The ferry ride of one hour forty-five minutes was a perfect length of coffee break. Once in the busy, tourist town of Tobermory, it was interesting to sit back and put up your feet to simply “watch as the world passed by”. However, Joyce and I didn’t dwell in town for long since we were on cook duty that evening. By 4:20 pm., relatively early, we were in camp and preparing the evening’s supper.
Our only route south from camp, next day, was busy Highway #6. About forty kilometres along, a quiet road to the east took us off #6 and led us into Wiarton past bush and farmland. Like a “pied piper”, Mike turned into Tim Hortons and Joyce, Bill, and I were quick to follow. With our caffeine and sugar kick satisfied, we followed the shoreline-hugging road east from Wiarton. There were great vistas of Colpoy Bay. But, the ominous looking sky to the east along the sound concealed any views the further we cycled south. Eventually, to rejoin #6 southbound into Owen Sound, our route turned west, uphill, into the wind, and rain drops. We donned our rain coats. Somewhat of a false alarm, little rain fell as we rolled into Harrison Park Campground. We learned that riders, who had arrived earlier, experienced a downpour in camp.
It was Friday night of the Civic Holiday Weekend. The campground was bustling. Alot of the patrons were dog owners in town for the weekend’s dog show. The chorus of yipping dogs, quite evident until dark, was not a concern during the night.
Joyce and I arose, packed, ate, and departed camp in good time anticipating our rest day at home tomorrow, 04 August. Mike, from England, rode with us for the day since we’d invited him to our home for a change of pace. The ride was hilly around the edges of the Dufferin Highlands, the high point of Southern Ontario, until we connected with the rail trail into Collingwood where we enjoyed a Tim Hortons and lunch break.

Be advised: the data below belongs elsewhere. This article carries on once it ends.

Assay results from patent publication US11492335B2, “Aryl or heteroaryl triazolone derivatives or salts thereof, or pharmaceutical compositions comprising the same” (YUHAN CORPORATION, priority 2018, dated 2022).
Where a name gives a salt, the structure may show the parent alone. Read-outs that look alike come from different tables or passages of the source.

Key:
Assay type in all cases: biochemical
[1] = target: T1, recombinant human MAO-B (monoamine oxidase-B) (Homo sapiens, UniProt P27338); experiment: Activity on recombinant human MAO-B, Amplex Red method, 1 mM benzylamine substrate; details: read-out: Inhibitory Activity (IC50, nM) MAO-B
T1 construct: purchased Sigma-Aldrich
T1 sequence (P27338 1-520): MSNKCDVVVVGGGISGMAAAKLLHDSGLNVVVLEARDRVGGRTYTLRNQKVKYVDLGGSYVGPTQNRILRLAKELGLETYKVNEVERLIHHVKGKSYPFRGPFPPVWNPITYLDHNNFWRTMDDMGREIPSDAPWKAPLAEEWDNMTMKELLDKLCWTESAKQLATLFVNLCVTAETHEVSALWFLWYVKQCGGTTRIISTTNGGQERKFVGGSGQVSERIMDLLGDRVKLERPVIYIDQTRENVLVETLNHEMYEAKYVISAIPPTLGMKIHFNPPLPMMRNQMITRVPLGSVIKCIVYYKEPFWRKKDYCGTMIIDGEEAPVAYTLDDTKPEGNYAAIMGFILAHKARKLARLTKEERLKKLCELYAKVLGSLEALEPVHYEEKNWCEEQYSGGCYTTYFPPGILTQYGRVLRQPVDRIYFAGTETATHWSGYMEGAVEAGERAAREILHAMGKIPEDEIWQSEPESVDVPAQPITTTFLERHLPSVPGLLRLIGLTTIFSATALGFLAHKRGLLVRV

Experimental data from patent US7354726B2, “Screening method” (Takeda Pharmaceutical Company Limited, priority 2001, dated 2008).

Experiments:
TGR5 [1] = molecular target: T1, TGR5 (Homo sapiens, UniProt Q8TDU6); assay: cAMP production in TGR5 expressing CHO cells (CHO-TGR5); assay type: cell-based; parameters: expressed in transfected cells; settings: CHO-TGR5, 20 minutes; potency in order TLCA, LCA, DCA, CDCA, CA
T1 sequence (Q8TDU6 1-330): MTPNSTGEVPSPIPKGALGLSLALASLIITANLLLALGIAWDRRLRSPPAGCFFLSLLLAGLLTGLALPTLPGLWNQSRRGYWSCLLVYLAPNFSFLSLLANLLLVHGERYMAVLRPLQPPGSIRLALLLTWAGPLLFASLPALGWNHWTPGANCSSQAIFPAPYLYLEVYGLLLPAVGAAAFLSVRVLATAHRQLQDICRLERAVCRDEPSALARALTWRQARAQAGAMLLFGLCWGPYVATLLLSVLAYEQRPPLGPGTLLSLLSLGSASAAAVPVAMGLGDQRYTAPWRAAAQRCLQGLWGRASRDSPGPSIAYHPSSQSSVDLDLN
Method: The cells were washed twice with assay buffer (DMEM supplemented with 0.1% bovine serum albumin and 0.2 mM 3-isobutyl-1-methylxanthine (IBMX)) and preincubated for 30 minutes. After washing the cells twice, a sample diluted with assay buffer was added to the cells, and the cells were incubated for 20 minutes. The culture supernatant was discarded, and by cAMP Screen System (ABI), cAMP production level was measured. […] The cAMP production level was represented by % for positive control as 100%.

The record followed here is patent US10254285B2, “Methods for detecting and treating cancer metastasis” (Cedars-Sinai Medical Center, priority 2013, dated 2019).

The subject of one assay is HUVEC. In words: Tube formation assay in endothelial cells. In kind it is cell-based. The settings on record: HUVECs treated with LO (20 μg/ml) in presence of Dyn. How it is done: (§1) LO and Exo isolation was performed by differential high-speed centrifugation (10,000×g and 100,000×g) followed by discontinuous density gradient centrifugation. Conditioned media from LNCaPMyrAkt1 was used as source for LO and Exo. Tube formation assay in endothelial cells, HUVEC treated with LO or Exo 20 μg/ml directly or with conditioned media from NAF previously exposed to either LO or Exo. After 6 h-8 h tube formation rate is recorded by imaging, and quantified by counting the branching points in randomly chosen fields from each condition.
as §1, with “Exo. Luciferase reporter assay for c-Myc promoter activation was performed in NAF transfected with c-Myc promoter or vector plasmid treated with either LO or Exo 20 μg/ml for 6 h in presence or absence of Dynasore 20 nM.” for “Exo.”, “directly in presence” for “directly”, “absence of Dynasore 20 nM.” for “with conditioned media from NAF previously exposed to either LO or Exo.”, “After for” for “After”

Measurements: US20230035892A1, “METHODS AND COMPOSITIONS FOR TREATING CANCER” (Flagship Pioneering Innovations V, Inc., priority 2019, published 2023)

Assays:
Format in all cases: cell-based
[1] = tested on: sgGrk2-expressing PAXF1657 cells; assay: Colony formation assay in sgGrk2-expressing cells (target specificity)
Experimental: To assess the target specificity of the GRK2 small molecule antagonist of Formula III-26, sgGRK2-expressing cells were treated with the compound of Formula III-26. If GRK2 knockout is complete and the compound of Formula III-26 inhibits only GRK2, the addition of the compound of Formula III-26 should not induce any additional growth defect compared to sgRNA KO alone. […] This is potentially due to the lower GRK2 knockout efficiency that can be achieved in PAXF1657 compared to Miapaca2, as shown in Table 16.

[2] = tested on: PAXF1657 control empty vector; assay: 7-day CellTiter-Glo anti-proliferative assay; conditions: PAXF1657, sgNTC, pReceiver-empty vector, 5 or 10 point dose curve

We got more of a taste of the highlands on our push to Tottenham, particularly a steep downhill into Creemore. A lively “farm fest” was in full swing on the closed, main street. Next stop was Everett, where a visit to an ice cream parlour was unavoidable. Their 2-scoop, $3.50 cone was a dandy deal, almost convincing me that the first cone should be a “practice cone”.
Eighteen kilometres from camp, we came upon two cyclists lounging beside the road. Good friend, Ron Jacques, and a fellow named Larry, had come out from Tottenham to meet us. Both were riders in the 1988 Tour du Canada, its inaugural year. Ron and Larry were part of that 1988 contingent, who were gathering at the campsite to celebrate Tour du Canada’s 25th anniversary. Congratulations! Tour du Canada has helped many to see this awesome country in a way few have seen it, from the seat of a bicycle.
Ron, generously, had volunteered to drive us back to Huntsville. Once finished celebrating and packing, Ron, Mike, Joyce and I were Huntsville-bound to begin our rest day and our only summer visit home.
Segment 8 - Sault Ste. Marie to Tottenham